Microsoft KB Archive/250635
Article ID: 250635
Article Last Modified on 2/12/2007
- Microsoft Windows 98 Standard Edition
- Microsoft Windows 98 Second Edition
- Microsoft Windows 98 Driver Development Kit (DDK)
This article was previously published under Q250635
On a Windows 98-based computer, when Universal Serial Bus (USB) legacy support is enabled in the basic input/output system (BIOS), your computer may not detect USB devices or may stop responding (hang) when you start or shut down your computer.
This problem can occur if there is a conflict between Windows and the BIOS that involves the USB host controller. BIOS uses SMI# to periodically read the controller status to provide USB legacy support. During startup, after Peripheral Component Interconnect (PCI) enumeration, control of USB is changed from the BIOS to Windows. Sometimes, during Windows PCI bus enumeration, the BIOS may not obtain a correct value for the host controller base address, which results in the inability to transfer control of the USB controller to Windows.
This condition can result in the USB devices not working, your computer may hang during startup or shutdown, or a Windows message that states that the PS/2 keyboard or mouse cannot be found (if the USB keyboard or mouse is not found, software may search for a PS/2 keyboard or mouse).
To resolve this behavior, BIOS vendors can either disable USB legacy support or include a workaround patch.
The behavior is caused by a lack of synchronization between Windows 98 and the BIOS during PCI bus enumeration. The OpenHCI specification outlines a synchronization mechanism in which the operating system clears the Memory Access bit (bit 1) in the PCI command register before accessing the base address register (BAR). The BIOS should check this bit; if it is clear, the BIOS SMM code should not access the host controller operational registers. Unfortunately, some computer chipsets stop working correctly when this bit is cleared. To avoid these chipset behaviors, Windows 98 does not clear this bit during PCI enumeration, which means that the BIOS may obtain an incorrect controller address because it does not detect the enumeration. While Windows 98 is performing this PCI enumeration, Windows 98 writes a test pattern of FFFF_FFFFh to the Base Address register of the USB controller and reads it back as FFFF_F000h to indicate that the range size is 1000h bytes.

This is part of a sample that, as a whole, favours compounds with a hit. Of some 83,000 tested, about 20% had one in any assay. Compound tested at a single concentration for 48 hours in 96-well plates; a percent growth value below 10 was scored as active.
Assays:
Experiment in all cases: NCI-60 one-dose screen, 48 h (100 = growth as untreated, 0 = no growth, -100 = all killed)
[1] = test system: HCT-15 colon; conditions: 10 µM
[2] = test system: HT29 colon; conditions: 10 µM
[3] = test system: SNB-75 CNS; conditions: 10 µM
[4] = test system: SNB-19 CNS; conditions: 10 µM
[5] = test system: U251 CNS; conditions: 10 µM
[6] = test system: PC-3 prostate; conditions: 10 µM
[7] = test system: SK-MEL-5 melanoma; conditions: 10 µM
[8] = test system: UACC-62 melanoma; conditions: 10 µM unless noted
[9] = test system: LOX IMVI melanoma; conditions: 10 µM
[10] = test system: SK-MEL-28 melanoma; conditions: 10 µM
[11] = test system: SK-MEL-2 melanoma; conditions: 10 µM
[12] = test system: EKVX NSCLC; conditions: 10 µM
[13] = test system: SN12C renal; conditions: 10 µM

If a SMI# is generated by the USB controller at this time, the BIOS SMI handler cannot access the USB controller because the Base Address register is invalid. This asynchronous event can result in the SMI# signal being asserted indefinitely; therefore, the subsequent OpenHCI USB hand-over from BIOS to Windows does not work. Windows tries to detect the PS/2 keyboard and mouse, and the user may receive an error message that states that the PS/2 keyboard or mouse was not detected.
The BIOS can work around this behavior by reading the USB controller Base Address in the SMI handler, and by saving a copy of valid addresses in SMM memory. If the Base Address has a FFFF_F000h pattern, which is the test pattern written by Windows during PCI enumeration, the BIOS can write the previous valid value to the Base Address register and continue the SMI handling; therefore, the USB controller remains accessible and the SMI# is cleared properly. At the end of the SMI handler, the BIOS can restore the FFFF_F000h test pattern to the Base Address register, so Windows can continue the PCI enumeration.
View the Windows 98 DDK for more information about USB device support.
Keywords: kberrmsg kbhardware kbprb kbusb KB250635